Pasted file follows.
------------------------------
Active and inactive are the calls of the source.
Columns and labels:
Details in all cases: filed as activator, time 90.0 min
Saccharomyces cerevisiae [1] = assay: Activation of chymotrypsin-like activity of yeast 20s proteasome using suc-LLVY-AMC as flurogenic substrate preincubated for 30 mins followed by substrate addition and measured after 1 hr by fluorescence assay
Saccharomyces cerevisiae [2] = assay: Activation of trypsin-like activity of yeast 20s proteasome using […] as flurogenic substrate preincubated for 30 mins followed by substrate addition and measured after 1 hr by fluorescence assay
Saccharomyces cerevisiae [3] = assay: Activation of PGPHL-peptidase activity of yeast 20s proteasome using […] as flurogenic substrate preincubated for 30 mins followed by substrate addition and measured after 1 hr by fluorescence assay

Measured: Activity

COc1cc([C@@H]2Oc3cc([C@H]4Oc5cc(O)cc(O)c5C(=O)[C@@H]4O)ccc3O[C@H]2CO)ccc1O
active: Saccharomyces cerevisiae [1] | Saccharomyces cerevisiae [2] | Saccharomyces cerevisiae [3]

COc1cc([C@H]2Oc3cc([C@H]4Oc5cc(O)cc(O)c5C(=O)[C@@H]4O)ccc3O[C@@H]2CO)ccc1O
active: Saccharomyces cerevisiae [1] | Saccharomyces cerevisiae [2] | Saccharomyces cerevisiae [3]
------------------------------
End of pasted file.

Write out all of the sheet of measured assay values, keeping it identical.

Active and inactive are the calls of the source.
Columns and labels:
Details in all cases: filed as activator, time 90.0 min
Saccharomyces cerevisiae [1] = assay: Activation of chymotrypsin-like activity of yeast 20s proteasome using suc-LLVY-AMC as flurogenic substrate preincubated for 30 mins followed by substrate addition and measured after 1 hr by fluorescence assay
Saccharomyces cerevisiae [2] = assay: Activation of trypsin-like activity of yeast 20s proteasome using […] as flurogenic substrate preincubated for 30 mins followed by substrate addition and measured after 1 hr by fluorescence assay
Saccharomyces cerevisiae [3] = assay: Activation of PGPHL-peptidase activity of yeast 20s proteasome using […] as flurogenic substrate preincubated for 30 mins followed by substrate addition and measured after 1 hr by fluorescence assay

Measured: Activity

COc1cc([C@@H]2Oc3cc([C@H]4Oc5cc(O)cc(O)c5C(=O)[C@@H]4O)ccc3O[C@H]2CO)ccc1O
active: Saccharomyces cerevisiae [1] | Saccharomyces cerevisiae [2] | Saccharomyces cerevisiae [3]

COc1cc([C@H]2Oc3cc([C@H]4Oc5cc(O)cc(O)c5C(=O)[C@@H]4O)ccc3O[C@@H]2CO)ccc1O
active: Saccharomyces cerevisiae [1] | Saccharomyces cerevisiae [2] | Saccharomyces cerevisiae [3]